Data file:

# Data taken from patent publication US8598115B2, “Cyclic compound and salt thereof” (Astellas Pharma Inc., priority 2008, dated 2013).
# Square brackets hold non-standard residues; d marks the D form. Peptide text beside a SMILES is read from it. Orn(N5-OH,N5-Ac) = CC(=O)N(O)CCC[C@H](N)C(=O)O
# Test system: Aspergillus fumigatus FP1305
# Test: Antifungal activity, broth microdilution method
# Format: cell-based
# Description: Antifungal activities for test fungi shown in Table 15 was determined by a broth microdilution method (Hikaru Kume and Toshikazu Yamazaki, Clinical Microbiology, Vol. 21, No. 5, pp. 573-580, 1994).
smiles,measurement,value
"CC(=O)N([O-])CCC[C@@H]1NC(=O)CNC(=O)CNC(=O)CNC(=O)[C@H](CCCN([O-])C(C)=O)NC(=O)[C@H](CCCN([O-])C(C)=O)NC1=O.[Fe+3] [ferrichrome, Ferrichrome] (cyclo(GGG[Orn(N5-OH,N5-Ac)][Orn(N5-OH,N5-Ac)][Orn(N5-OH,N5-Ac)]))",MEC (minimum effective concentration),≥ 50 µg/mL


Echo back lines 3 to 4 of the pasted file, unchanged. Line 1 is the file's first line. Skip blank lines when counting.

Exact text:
# Test system: Aspergillus fumigatus FP1305
# Test: Antifungal activity, broth microdilution method